Eco-rotate continued from page 1
campus alley, eventually by losing an alley within the physical house itself, and finally by disbanding)...”, as stated in the Final Report from the Ad-Hoc Rotation Review Committee. As described in the Final Report, Page House will have a chance to regain their off-campus house next year if enough freshmen pick Page. Otherwise, Page House will lose an on-campus alley. Prior to Rotation, each House held two spots for the potential extra freshmen. Out of the five freshmen spots that Page lost, Ruddock took two extra freshmen, Dabney took one, Fleming took one, and another House al-
For Yariv, it was natural that he devoted his life to studying light. His fascination with waves, first as a body boarder, and later on as a scientist, has kept his love researching light alive, he said. His success was the result of intensive collaboration and the “billiard balls” of intuitive feelings, which he say help put him on the right track to the next discovery. So far, the common themes of Yariv’s research include generating light, investigating the purity of light from lasers, and learning how to “massage and sculpt” the medium (light) into something useful. The most important contribution Yariv has made is probably perfecting optical communication-- his research into silica-optical fibers and the ability of light to carry information has become the source of transferring data for the Internet. All this has to do with linear optics. Now, Yariv is working towards understanding nonlinear optics by analyzing the coherence properties of light. Some of the current “games” he plays with light include sending red light through a crystal only to have UV rays come out the other end.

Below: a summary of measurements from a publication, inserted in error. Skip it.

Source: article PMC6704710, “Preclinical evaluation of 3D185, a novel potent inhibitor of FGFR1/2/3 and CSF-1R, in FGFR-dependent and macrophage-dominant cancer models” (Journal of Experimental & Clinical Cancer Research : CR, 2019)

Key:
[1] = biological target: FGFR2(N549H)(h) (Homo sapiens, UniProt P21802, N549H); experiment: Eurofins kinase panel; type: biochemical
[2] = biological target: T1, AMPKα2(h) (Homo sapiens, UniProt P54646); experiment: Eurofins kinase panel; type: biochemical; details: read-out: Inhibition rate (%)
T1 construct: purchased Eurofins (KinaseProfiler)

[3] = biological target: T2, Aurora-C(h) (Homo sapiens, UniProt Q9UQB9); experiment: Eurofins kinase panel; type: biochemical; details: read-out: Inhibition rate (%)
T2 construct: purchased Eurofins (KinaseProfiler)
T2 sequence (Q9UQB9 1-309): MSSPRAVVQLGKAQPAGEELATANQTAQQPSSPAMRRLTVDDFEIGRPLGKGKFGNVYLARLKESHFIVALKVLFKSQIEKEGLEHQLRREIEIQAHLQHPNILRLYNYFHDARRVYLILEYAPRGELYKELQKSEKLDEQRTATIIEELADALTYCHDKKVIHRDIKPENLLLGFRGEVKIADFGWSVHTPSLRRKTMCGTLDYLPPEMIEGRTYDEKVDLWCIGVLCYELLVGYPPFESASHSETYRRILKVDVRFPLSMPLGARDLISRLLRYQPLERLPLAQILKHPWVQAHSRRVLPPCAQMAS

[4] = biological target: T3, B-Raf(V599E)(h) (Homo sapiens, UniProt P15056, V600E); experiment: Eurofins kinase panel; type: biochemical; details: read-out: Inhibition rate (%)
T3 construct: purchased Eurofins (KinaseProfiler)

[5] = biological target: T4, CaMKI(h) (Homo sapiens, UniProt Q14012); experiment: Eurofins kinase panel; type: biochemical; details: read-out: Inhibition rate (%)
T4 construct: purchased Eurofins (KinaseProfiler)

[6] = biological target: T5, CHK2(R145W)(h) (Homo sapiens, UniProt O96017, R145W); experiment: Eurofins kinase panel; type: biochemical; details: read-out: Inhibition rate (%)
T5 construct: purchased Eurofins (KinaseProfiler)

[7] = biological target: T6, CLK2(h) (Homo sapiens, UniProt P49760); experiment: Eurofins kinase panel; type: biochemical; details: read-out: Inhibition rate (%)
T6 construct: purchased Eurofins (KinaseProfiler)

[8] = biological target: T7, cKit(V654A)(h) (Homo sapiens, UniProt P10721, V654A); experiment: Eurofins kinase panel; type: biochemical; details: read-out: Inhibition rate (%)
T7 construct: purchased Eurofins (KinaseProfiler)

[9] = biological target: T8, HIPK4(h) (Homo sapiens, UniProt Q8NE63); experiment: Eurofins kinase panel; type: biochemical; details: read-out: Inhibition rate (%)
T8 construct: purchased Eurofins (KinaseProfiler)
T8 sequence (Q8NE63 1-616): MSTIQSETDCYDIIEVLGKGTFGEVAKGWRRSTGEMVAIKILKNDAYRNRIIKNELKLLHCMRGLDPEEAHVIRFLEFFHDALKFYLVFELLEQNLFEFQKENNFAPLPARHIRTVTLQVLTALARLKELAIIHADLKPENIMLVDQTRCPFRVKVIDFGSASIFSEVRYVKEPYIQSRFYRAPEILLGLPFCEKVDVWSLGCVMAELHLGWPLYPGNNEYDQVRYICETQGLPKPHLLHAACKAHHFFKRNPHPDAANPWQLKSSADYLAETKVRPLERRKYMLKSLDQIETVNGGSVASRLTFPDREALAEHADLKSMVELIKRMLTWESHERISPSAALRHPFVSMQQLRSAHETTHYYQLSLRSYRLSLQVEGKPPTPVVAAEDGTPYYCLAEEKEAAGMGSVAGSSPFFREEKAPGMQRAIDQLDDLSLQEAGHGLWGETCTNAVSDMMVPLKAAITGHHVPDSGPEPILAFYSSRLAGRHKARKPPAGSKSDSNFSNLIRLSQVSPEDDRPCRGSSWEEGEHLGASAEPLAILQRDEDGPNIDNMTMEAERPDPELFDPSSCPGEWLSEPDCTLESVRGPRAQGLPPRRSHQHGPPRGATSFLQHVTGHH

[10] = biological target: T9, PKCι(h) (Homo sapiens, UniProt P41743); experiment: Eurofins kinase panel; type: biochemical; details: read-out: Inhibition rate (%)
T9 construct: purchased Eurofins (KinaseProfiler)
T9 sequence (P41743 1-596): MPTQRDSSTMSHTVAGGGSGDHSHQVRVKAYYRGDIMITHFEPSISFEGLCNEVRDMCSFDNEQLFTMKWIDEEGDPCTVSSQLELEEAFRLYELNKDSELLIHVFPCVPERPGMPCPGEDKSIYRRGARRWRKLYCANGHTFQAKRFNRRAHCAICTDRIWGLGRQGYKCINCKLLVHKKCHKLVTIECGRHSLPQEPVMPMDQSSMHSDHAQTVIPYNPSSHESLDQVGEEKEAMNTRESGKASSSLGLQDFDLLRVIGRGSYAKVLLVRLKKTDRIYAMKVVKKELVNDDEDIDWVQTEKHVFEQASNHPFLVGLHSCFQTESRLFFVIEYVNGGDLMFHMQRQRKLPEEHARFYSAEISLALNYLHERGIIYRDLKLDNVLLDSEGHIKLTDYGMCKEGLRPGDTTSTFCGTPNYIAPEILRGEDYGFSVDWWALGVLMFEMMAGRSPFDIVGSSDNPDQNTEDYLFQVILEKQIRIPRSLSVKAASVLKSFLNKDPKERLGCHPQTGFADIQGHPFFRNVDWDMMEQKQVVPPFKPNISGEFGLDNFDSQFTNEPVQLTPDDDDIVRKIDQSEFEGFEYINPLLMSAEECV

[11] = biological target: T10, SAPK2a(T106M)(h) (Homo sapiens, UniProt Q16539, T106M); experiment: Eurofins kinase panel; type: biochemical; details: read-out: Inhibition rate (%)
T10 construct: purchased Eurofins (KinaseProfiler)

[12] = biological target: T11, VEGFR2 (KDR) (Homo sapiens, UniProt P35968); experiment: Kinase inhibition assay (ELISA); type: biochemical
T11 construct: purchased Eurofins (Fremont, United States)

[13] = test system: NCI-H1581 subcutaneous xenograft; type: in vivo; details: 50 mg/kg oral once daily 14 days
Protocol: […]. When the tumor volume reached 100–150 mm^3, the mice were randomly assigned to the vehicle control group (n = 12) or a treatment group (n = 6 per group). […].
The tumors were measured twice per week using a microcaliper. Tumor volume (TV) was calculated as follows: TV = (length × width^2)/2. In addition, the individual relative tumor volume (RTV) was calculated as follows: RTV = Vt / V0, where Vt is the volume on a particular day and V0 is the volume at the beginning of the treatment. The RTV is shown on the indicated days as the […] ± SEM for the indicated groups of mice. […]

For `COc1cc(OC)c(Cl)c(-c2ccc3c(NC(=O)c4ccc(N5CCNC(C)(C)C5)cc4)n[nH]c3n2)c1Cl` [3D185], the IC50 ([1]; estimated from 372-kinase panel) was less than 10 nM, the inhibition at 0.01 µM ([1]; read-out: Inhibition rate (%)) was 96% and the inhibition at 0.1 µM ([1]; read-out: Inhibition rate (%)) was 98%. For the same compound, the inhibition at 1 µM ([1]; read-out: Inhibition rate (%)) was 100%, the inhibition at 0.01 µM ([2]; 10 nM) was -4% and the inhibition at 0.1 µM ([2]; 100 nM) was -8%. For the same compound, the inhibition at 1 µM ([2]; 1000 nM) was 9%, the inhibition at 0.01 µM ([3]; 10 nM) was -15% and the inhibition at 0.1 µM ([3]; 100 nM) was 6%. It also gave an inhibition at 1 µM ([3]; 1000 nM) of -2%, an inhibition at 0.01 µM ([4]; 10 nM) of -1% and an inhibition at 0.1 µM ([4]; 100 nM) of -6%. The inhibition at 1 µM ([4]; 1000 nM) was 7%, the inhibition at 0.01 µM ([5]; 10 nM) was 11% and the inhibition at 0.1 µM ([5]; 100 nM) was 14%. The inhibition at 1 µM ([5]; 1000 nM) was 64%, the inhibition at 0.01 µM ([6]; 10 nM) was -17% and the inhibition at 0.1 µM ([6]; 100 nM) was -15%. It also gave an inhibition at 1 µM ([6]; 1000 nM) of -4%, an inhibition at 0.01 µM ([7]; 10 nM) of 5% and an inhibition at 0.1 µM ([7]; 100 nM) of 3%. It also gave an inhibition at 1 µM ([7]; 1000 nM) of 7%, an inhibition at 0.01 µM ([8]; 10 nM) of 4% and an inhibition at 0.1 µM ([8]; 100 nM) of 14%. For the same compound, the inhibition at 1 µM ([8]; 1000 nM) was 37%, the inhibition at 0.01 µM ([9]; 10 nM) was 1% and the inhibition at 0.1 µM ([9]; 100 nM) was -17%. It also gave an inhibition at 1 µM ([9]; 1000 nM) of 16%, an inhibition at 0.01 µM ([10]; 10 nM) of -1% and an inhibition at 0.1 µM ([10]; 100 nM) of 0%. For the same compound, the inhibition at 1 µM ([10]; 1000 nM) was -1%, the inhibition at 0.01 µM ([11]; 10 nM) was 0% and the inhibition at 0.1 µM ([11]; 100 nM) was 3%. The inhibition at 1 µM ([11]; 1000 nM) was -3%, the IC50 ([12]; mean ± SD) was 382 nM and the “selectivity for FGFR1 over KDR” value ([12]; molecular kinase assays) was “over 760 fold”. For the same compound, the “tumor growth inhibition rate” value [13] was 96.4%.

ready had an extra vacant spot so they did not have to use their EcoRotation rooms. “The feedbacks that [the IHC] and the administration received this year showed that Rotation was a lot more successful and positive,” said Black. He explained that these feedbacks came from the anonymous rotation form given to freshmen after Rotation, and from what the MOSH and other adimnistration figures had heard from students. Eco-Rotation, developed after many fire, alcohol, harrassment, and other Rotation rules were broken last year, seems to have reduced the amout of rule-breaking this year. Only a few incidents were reported to the IHC. Eco-rotation will be reviewed for change based on the response